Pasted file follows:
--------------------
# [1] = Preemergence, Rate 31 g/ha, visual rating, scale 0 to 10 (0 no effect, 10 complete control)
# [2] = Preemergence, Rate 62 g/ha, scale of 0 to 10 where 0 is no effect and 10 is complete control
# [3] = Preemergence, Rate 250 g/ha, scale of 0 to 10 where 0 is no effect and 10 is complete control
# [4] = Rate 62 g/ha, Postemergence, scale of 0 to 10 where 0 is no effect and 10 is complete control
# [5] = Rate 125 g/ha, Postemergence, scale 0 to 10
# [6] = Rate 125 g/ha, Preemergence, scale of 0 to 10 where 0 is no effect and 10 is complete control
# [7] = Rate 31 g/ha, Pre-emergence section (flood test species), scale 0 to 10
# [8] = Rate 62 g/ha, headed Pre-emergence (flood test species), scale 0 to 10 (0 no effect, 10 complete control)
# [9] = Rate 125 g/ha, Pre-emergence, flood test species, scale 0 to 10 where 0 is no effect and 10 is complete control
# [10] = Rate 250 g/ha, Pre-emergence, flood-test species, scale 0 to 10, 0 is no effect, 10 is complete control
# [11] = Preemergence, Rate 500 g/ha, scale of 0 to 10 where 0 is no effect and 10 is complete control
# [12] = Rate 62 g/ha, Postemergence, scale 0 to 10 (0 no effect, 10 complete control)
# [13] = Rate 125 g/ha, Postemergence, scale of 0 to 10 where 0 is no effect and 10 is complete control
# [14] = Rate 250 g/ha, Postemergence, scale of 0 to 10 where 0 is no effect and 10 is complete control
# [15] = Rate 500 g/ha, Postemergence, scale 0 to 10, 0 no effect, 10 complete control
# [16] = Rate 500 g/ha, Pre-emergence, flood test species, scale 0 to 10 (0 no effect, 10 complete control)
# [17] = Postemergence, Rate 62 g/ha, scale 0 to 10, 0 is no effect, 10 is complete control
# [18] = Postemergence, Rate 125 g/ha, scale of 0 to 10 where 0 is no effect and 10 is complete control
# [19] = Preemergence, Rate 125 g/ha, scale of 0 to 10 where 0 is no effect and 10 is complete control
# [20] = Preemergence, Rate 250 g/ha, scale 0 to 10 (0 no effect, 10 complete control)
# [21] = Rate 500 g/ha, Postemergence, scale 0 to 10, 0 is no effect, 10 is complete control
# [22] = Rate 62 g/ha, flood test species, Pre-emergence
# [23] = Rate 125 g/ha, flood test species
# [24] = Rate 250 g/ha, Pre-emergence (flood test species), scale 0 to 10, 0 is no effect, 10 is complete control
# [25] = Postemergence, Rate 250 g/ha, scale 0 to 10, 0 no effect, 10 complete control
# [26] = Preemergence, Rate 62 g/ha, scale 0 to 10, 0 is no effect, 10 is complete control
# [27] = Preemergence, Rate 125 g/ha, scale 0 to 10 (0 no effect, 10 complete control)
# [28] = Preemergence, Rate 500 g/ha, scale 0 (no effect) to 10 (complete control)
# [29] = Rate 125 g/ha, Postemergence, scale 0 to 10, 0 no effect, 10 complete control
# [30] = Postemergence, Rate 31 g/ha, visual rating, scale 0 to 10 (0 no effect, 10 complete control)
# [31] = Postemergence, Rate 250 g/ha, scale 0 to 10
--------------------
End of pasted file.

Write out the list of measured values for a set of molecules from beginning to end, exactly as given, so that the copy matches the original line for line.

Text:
# [1] = Preemergence, Rate 31 g/ha, visual rating, scale 0 to 10 (0 no effect, 10 complete control)
# [2] = Preemergence, Rate 62 g/ha, scale of 0 to 10 where 0 is no effect and 10 is complete control
# [3] = Preemergence, Rate 250 g/ha, scale of 0 to 10 where 0 is no effect and 10 is complete control
# [4] = Rate 62 g/ha, Postemergence, scale of 0 to 10 where 0 is no effect and 10 is complete control
# [5] = Rate 125 g/ha, Postemergence, scale 0 to 10
# [6] = Rate 125 g/ha, Preemergence, scale of 0 to 10 where 0 is no effect and 10 is complete control
# [7] = Rate 31 g/ha, Pre-emergence section (flood test species), scale 0 to 10
# [8] = Rate 62 g/ha, headed Pre-emergence (flood test species), scale 0 to 10 (0 no effect, 10 complete control)
# [9] = Rate 125 g/ha, Pre-emergence, flood test species, scale 0 to 10 where 0 is no effect and 10 is complete control
# [10] = Rate 250 g/ha, Pre-emergence, flood-test species, scale 0 to 10, 0 is no effect, 10 is complete control
# [11] = Preemergence, Rate 500 g/ha, scale of 0 to 10 where 0 is no effect and 10 is complete control
# [12] = Rate 62 g/ha, Postemergence, scale 0 to 10 (0 no effect, 10 complete control)
# [13] = Rate 125 g/ha, Postemergence, scale of 0 to 10 where 0 is no effect and 10 is complete control
# [14] = Rate 250 g/ha, Postemergence, scale of 0 to 10 where 0 is no effect and 10 is complete control
# [15] = Rate 500 g/ha, Postemergence, scale 0 to 10, 0 no effect, 10 complete control
# [16] = Rate 500 g/ha, Pre-emergence, flood test species, scale 0 to 10 (0 no effect, 10 complete control)
# [17] = Postemergence, Rate 62 g/ha, scale 0 to 10, 0 is no effect, 10 is complete control
# [18] = Postemergence, Rate 125 g/ha, scale of 0 to 10 where 0 is no effect and 10 is complete control
# [19] = Preemergence, Rate 125 g/ha, scale of 0 to 10 where 0 is no effect and 10 is complete control
# [20] = Preemergence, Rate 250 g/ha, scale 0 to 10 (0 no effect, 10 complete control)
# [21] = Rate 500 g/ha, Postemergence, scale 0 to 10, 0 is no effect, 10 is complete control
# [22] = Rate 62 g/ha, flood test species, Pre-emergence
# [23] = Rate 125 g/ha, flood test species
# [24] = Rate 250 g/ha, Pre-emergence (flood test species), scale 0 to 10, 0 is no effect, 10 is complete control
# [25] = Postemergence, Rate 250 g/ha, scale 0 to 10, 0 no effect, 10 complete control
# [26] = Preemergence, Rate 62 g/ha, scale 0 to 10, 0 is no effect, 10 is complete control
# [27] = Preemergence, Rate 125 g/ha, scale 0 to 10 (0 no effect, 10 complete control)
# [28] = Preemergence, Rate 500 g/ha, scale 0 (no effect) to 10 (complete control)
# [29] = Rate 125 g/ha, Postemergence, scale 0 to 10, 0 no effect, 10 complete control
# [30] = Postemergence, Rate 31 g/ha, visual rating, scale 0 to 10 (0 no effect, 10 complete control)
# [31] = Postemergence, Rate 250 g/ha, scale 0 to 10